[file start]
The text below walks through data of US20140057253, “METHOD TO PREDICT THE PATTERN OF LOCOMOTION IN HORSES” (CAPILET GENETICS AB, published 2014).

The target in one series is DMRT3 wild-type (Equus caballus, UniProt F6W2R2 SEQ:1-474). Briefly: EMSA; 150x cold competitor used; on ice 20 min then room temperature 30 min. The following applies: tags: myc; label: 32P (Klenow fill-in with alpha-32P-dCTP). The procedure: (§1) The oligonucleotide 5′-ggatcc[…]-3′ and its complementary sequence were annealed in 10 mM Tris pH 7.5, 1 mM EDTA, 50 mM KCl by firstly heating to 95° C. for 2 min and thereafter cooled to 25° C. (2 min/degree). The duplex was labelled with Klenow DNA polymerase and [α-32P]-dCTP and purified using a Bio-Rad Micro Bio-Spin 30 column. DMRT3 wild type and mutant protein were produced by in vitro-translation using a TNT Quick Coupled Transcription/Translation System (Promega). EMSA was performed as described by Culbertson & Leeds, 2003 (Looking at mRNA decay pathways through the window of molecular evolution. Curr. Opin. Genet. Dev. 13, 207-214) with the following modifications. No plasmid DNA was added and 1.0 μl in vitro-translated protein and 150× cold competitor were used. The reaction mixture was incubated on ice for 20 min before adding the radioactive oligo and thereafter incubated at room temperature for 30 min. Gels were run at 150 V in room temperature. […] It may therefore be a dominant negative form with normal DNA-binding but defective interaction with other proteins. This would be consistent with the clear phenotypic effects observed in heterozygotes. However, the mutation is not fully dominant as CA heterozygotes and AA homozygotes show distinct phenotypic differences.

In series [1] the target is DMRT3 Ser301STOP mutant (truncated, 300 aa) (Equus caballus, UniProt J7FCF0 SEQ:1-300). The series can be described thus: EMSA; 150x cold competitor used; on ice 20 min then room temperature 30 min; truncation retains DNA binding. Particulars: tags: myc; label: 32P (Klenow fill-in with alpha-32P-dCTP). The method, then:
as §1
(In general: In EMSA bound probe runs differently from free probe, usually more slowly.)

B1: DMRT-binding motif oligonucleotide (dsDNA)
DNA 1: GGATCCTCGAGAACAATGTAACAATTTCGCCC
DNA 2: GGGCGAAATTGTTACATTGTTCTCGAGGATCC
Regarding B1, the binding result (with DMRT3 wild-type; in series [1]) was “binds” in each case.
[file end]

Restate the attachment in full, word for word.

The text below walks through data of US20140057253, “METHOD TO PREDICT THE PATTERN OF LOCOMOTION IN HORSES” (CAPILET GENETICS AB, published 2014).

The target in one series is DMRT3 wild-type (Equus caballus, UniProt F6W2R2 SEQ:1-474). Briefly: EMSA; 150x cold competitor used; on ice 20 min then room temperature 30 min. The following applies: tags: myc; label: 32P (Klenow fill-in with alpha-32P-dCTP). The procedure: (§1) The oligonucleotide 5′-ggatcc[…]-3′ and its complementary sequence were annealed in 10 mM Tris pH 7.5, 1 mM EDTA, 50 mM KCl by firstly heating to 95° C. for 2 min and thereafter cooled to 25° C. (2 min/degree). The duplex was labelled with Klenow DNA polymerase and [α-32P]-dCTP and purified using a Bio-Rad Micro Bio-Spin 30 column. DMRT3 wild type and mutant protein were produced by in vitro-translation using a TNT Quick Coupled Transcription/Translation System (Promega). EMSA was performed as described by Culbertson & Leeds, 2003 (Looking at mRNA decay pathways through the window of molecular evolution. Curr. Opin. Genet. Dev. 13, 207-214) with the following modifications. No plasmid DNA was added and 1.0 μl in vitro-translated protein and 150× cold competitor were used. The reaction mixture was incubated on ice for 20 min before adding the radioactive oligo and thereafter incubated at room temperature for 30 min. Gels were run at 150 V in room temperature. […] It may therefore be a dominant negative form with normal DNA-binding but defective interaction with other proteins. This would be consistent with the clear phenotypic effects observed in heterozygotes. However, the mutation is not fully dominant as CA heterozygotes and AA homozygotes show distinct phenotypic differences.

In series [1] the target is DMRT3 Ser301STOP mutant (truncated, 300 aa) (Equus caballus, UniProt J7FCF0 SEQ:1-300). The series can be described thus: EMSA; 150x cold competitor used; on ice 20 min then room temperature 30 min; truncation retains DNA binding. Particulars: tags: myc; label: 32P (Klenow fill-in with alpha-32P-dCTP). The method, then:
as §1
(In general: In EMSA bound probe runs differently from free probe, usually more slowly.)

B1: DMRT-binding motif oligonucleotide (dsDNA)
DNA 1: GGATCCTCGAGAACAATGTAACAATTTCGCCC
DNA 2: GGGCGAAATTGTTACATTGTTCTCGAGGATCC
Regarding B1, the binding result (with DMRT3 wild-type; in series [1]) was “binds” in each case.